At night we hit a local pub which happened to be on the 4th floor, bizarre. Oh yeah, for all of you who told us there was going to be a meteor shower, thanks for the heads up but we saw nothing out of the ordinary. The sky was clear as can be, too.


Man overboard!

The heavy weather was short lived and sleep came easy. Waking up is always hard. It was particularly difficult because both of our anchors were out and dredged deeply after the 35kt gusts we had received. It was Brads turn at the 6 am shift and I was on standby. We asked Dan to wake up as well to help get the boat underway. The anchors came free after a couple tries with both Brad and I heaving on the rode. While we preceded breaking down the secondary and stowing the primary anchors Dan motored out of Spooner’s creek. Unfortunately because Dan wasn’t even on standby he didn’t put on his contacts. Staring at the gps screen and not at the blurry channel markers we veered too far to port and wound up aground. We were unable to free ourselves with the engine and had to resort to other methods. There was a pylon as part of the breakwater that we led our secondary anchor rode with a dock line extension to. We attempted to winch ourselves off using the starboard jib sheet winch. After a couple minutes struggling one of the other cruisers noticed that our mast wasn’t moving and he came out to help. It was a good thing he noticed because had he tried to leave his boat would have been snagged on the 200 ft trip line we had strung across the channel. Finally we freed ourselves. I returned to free the anchor rode in the dingy. When I returned to Kaleidoscope with the dingy we were in the middle of a very narrow channel with a strong crosswind. Hoisting the dingy via halyard was out of the question. I decided to wait until we reached the main channel to lift the dingy. I held on to Kaleidoscope from the dingy as we motored the 200 ft to the main channel where we would be able to position ourselves with plenty of room to lift the dingy. Seconds after Dan commented that I should tie the dingy on a wave pealed the bow of the dingy off Kaleidoscope. As I struggled with my feet trying to bring the dingy back to the boat Brad who was at the helm noticed my predicament and throttled back but it was too late. I had past the point of no return, the dingy was going with me or with out me. Choosing incorrectly I held firmly on to Kaleidoscope trying in vain to muscle the boat back alongside. I should have just dropped down into the dingy for at that moment the dingy slid out from under my feet and I was left with a new decision; either climb on to Kaleidoscope and watch the dingy float away into water too shallow for Kaleidoscope or fallow the dingy into the water and try to catch up with it and row it back out to the main channel. Underestimating both how much drag full foul weather gear produces while swimming and how fast the wind was taking the dingy, I let go of Kaleidoscope. It did not take long for me to realize how futile the chase was for the dingy was making twice my speed. I was now overboard, wet, cold and well out of reach of Kaleidoscope. It was soon apparent that I was foolish to be swimming as the water was no deeper than 4 feet. Realizing that if I turned around and got back to Kaleidoscope that we would have no way to get our dingy I trotted on hoping the dingy would make landfall soon. I was maybe 400yards from shore and the dingy looked as if it would make landfall in a mile or so down wind. Meanwhile the dry and warm Kaleidoscope had turned back into the creek to ask assistance from the same people who had come out to help us while we were aground moments earlier. Bon, the sixteen-year-old from the boat Ares who had assisted us earlier flew out in his 15 hp dingy and plucked me from the water. I returned to the boat with our dingy, my pride deflated and a nagging fear that I had destroyed my cell phone. Happily, my cell phone was not in my pocket as usual.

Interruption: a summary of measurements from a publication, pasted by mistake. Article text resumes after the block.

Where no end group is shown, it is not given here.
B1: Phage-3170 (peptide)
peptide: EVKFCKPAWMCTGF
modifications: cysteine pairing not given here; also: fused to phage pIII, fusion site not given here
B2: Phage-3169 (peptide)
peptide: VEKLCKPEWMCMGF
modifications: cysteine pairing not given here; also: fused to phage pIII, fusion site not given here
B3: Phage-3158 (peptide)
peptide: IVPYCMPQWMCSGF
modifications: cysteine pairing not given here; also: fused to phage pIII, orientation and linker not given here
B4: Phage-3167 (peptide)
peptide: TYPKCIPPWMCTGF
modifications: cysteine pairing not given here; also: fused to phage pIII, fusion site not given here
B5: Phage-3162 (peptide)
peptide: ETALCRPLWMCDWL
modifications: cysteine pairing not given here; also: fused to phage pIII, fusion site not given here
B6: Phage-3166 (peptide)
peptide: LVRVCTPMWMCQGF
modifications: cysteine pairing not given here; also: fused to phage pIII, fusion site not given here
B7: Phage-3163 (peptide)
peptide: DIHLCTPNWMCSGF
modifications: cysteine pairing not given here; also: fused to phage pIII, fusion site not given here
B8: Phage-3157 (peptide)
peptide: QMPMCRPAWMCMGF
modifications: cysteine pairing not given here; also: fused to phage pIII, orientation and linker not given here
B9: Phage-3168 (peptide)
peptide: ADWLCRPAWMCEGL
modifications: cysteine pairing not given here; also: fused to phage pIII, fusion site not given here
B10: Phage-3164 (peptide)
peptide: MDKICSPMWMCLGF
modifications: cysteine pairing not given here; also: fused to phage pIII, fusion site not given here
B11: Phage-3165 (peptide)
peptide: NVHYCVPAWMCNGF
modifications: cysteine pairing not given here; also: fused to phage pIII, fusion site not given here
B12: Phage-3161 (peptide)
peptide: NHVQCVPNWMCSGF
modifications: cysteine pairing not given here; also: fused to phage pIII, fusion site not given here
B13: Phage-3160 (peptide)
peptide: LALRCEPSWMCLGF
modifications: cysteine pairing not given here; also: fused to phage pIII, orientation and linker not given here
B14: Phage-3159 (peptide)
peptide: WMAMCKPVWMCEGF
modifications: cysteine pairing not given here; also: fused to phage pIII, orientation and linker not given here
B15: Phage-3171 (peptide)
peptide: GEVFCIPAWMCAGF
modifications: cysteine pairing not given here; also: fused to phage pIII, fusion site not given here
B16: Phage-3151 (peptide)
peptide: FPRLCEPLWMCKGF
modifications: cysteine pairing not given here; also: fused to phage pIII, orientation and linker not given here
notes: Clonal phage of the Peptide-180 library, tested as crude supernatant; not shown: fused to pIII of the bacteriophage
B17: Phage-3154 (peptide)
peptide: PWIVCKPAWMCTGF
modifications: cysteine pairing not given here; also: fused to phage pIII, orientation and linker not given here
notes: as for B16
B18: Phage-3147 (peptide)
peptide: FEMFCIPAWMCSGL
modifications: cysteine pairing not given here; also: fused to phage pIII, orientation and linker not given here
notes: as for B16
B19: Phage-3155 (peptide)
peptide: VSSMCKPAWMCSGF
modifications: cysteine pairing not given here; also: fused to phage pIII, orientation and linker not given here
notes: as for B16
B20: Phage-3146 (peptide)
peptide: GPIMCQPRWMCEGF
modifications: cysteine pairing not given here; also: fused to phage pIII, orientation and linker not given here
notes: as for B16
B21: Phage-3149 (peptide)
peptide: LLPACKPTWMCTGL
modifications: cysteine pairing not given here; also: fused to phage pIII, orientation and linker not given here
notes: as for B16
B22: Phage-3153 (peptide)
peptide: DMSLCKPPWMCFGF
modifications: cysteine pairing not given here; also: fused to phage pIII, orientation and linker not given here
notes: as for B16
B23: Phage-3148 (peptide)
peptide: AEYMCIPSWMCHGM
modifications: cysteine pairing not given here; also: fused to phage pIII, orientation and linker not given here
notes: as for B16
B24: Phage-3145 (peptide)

The day’s excitement leveled out as we saw the occasional pod of porpoises. Around 11:30 we had to stop and wait in line as there was a 4 mile stretch of the ICW that was closed because it was currently being used for target practice by the military. As we waited Ares caught up and we chatted about our plans. The residents of Ares are a family of five (Dave who’s around 50, his Thai wife Dang, eldest son Bon, 11 year old daughter, Angeline, and 9 year old son, Calvin) who have traveled for the past half year in their catamaran. They spent the hurricane season up north in the Chesapeake on up to New York. They are now on their way down to the Bahamas.

The delay forced us to anchor in the dark. While we were stopped at a bridge 3 miles from our destination Brad went ahead with Bon in their dingy to check out the anchorage in the daylight. We dropped hook around 6 at mile 264 of the ICW. We were invited to have dinner aboard Ares with another cat they were traveling with that had a boy the age of their youngest. The Thai food Dang cooked was fantastic and we hungrily ate all we could. After talking for another hour or so we returned to Kaleidoscope well past our bed time and still hadn’t downloaded the latest episode of the office. It was the most loaded day of our voyage yet: man overboard, running aground, dolphins, and Thai food aboard Ares.